People have such an aversion to the idea of “sex ed” at a younger age, but don’t realize that it’s not all about “sex.” A lot of it is about self esteem and what touching is appropriate.

  • Heather Says:

    When I was young (about 6 of 7, I think) my mom read “The Secret of the Silver Horse” with me. http://www.crcvc.ca/docs/The_secret_of_the_silver_horse.pdf Re-reading it now, as a teacher, I still think it’s a great book, and a great way to broach the subject with *slightly* older children. It doesn’t go into much detail, and the protagonist is named Terry, a gender neutral name, and is drawn in a very gender neutral way as well. I think that everyone should give this book a look, and see if it might help you talk about the subject with your kids.

  • Janeen Says:

    Fantastic approach, Maggie. I’d like to share another approach that takes yours one step further. When my nephew was young I would do anything I could to get kisses and snuggles from him. For instance, if he asked for a cookie, I’d say, “I will give you one if you give me a smooch.” It was a fun game and he loved it. However, with my niece, it dawned on me very early NOT to offer anything in exchange for affection. [The whole family abides by this rule, so it's a consistent-if not always direct-message] I can’t tell you how much that kills me, but decided that was a way to help her learn that affection should always be on HER terms, when she wants to partake, and never in trade for something. No need to get any deeper than that for now; hopefully it’s just another block in the foundation that will make her a strong and confident woman.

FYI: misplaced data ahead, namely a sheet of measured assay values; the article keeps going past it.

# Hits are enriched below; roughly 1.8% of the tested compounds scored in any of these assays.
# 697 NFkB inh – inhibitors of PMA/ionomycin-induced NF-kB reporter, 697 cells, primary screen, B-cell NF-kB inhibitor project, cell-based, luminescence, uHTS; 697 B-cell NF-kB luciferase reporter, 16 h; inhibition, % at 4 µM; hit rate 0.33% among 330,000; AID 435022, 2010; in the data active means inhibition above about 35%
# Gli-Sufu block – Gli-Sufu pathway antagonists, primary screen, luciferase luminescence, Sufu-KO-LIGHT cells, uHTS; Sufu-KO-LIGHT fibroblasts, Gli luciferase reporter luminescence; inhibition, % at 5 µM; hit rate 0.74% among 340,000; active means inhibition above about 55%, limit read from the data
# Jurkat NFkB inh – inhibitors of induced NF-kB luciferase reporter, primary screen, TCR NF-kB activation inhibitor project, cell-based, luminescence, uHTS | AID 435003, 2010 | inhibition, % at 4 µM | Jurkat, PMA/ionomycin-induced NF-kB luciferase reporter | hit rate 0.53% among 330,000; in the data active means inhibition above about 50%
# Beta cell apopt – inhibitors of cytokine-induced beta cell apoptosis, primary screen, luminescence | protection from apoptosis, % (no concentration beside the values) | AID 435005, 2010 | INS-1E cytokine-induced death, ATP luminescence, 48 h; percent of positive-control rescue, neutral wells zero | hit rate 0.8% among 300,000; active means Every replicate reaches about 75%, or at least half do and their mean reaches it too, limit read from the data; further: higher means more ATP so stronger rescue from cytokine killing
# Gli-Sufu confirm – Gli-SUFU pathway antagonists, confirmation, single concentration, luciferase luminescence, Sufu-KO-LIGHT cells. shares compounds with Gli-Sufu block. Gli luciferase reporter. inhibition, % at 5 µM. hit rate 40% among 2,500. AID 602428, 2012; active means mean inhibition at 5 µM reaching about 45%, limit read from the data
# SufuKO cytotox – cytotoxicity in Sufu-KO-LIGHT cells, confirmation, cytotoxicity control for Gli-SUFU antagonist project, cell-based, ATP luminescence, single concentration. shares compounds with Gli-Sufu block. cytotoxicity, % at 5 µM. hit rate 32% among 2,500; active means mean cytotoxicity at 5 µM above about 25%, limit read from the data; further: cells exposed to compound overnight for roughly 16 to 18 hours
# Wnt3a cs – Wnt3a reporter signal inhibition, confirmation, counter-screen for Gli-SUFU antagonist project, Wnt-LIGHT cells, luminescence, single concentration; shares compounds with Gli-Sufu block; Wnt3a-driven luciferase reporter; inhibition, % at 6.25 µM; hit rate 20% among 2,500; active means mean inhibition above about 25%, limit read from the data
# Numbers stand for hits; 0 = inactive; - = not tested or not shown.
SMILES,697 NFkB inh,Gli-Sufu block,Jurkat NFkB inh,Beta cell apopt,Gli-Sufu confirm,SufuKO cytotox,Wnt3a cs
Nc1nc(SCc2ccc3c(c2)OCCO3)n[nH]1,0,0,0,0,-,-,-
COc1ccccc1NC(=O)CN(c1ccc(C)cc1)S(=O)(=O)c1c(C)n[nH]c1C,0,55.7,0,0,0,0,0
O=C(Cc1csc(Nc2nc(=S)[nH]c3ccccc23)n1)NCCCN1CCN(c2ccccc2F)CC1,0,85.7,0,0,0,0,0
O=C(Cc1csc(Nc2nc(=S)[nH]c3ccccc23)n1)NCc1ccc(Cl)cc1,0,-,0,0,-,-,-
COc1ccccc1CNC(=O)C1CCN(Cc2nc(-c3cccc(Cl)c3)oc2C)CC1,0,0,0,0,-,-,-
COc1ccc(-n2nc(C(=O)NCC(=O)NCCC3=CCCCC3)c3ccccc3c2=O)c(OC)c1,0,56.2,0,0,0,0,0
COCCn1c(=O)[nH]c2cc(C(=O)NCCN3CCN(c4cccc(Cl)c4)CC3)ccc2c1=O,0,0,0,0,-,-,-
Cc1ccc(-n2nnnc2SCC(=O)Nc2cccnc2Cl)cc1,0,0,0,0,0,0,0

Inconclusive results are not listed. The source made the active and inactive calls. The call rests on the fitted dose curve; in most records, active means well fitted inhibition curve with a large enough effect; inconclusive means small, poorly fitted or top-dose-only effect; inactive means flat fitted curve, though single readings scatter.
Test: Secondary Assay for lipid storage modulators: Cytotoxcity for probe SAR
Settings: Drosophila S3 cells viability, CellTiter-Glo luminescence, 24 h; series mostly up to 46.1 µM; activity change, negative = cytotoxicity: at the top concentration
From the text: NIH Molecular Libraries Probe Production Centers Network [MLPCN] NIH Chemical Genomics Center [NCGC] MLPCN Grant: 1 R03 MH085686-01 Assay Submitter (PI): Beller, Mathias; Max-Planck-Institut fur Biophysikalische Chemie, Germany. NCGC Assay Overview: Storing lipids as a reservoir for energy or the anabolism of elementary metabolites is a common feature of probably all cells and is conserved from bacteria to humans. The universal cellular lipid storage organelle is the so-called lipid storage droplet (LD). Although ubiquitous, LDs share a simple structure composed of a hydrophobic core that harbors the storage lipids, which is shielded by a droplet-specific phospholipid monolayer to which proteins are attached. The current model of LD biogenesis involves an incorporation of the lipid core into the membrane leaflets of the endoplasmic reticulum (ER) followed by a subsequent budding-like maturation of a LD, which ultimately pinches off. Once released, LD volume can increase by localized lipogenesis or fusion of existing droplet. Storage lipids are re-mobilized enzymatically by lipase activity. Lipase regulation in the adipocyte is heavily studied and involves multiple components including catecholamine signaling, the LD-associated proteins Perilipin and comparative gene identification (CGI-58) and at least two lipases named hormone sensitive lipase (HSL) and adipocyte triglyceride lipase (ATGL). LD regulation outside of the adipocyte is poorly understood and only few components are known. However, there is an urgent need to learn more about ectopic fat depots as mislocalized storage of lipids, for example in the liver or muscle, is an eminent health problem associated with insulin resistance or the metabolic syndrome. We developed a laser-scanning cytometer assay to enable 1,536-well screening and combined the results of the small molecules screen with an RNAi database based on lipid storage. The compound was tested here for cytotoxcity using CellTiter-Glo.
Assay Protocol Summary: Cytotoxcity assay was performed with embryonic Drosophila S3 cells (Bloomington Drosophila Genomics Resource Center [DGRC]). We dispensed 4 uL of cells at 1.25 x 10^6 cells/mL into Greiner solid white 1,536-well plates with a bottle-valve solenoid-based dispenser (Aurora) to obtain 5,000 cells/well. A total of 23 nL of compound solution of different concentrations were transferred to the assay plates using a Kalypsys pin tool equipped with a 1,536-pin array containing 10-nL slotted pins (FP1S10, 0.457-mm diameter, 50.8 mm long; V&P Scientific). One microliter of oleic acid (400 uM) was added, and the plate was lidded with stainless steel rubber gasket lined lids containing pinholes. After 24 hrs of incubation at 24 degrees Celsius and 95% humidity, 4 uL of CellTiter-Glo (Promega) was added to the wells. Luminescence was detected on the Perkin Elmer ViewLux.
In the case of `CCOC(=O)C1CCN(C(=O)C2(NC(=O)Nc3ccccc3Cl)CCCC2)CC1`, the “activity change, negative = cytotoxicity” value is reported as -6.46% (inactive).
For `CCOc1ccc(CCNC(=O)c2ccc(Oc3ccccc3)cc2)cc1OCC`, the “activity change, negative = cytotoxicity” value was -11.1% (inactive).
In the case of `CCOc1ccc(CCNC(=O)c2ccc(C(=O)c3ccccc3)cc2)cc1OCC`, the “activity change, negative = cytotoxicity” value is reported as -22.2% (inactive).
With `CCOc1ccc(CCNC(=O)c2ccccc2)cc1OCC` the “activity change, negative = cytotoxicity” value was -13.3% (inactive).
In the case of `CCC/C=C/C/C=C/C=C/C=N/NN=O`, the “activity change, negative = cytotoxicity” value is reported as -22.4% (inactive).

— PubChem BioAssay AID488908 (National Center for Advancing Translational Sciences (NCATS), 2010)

*Luckily, at the moment she’s very affectionate and I get all the smooches and hugs I can ever want.

  • Jeff Says:

    This is so important: “We don’t require Hank to express affection. If we ask him to hug someone, or kiss them goodnight, and he says no? That’s the end of the discussion. We say, “Oh, Hank is feeling shy right now. Maybe later,” and we drop it.”

    I’m the father of two boys, and we have the same policy. We enforce it the other way ’round, too, when one of our sons wants to give someone a hug. Our mantra is, “Hugs are only fun when both people want to hug.”

    We feel it’s our duty as parents to raise boys who would both never let someone touch them in a way that makes them feel uncomfortable *and* would never try to keep touching someone who told them to stop.

    Thanks for taking on this important topic.

  • maureen Says:

    Heather – Thanks for “the secret of the Silver Horse.” I’ve printed a copy for myself. Wonderful resource.

  • kates Says:

    “Protecting The Gift” by Gavin DeBecker.